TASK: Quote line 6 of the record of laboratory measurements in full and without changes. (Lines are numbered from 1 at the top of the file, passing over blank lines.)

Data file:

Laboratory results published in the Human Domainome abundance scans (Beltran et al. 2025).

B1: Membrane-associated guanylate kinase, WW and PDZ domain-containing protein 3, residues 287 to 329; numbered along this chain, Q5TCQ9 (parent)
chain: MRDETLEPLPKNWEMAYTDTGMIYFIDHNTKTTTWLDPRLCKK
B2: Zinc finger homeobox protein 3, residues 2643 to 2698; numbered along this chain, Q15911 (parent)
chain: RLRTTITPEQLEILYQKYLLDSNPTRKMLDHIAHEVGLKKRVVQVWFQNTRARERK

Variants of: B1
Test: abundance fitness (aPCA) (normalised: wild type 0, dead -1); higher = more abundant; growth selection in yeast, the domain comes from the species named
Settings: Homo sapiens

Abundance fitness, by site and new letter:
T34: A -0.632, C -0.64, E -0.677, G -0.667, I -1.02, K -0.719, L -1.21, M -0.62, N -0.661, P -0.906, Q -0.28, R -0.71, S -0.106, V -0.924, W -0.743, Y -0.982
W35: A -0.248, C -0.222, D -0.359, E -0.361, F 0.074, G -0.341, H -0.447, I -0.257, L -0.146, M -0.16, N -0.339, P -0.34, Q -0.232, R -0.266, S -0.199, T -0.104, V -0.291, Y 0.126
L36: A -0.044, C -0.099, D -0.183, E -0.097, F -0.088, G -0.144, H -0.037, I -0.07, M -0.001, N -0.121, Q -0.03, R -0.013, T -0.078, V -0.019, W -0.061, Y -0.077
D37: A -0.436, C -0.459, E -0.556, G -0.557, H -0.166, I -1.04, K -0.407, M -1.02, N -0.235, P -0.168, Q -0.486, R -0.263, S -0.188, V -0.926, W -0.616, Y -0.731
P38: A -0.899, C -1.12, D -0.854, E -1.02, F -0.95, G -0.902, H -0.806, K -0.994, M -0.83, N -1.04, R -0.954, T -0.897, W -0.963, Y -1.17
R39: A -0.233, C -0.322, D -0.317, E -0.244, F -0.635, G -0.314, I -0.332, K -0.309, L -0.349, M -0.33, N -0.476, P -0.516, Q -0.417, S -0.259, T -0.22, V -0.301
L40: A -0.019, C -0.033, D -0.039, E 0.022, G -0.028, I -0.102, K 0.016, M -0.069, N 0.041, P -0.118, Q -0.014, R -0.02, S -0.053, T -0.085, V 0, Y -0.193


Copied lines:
Variants of: B1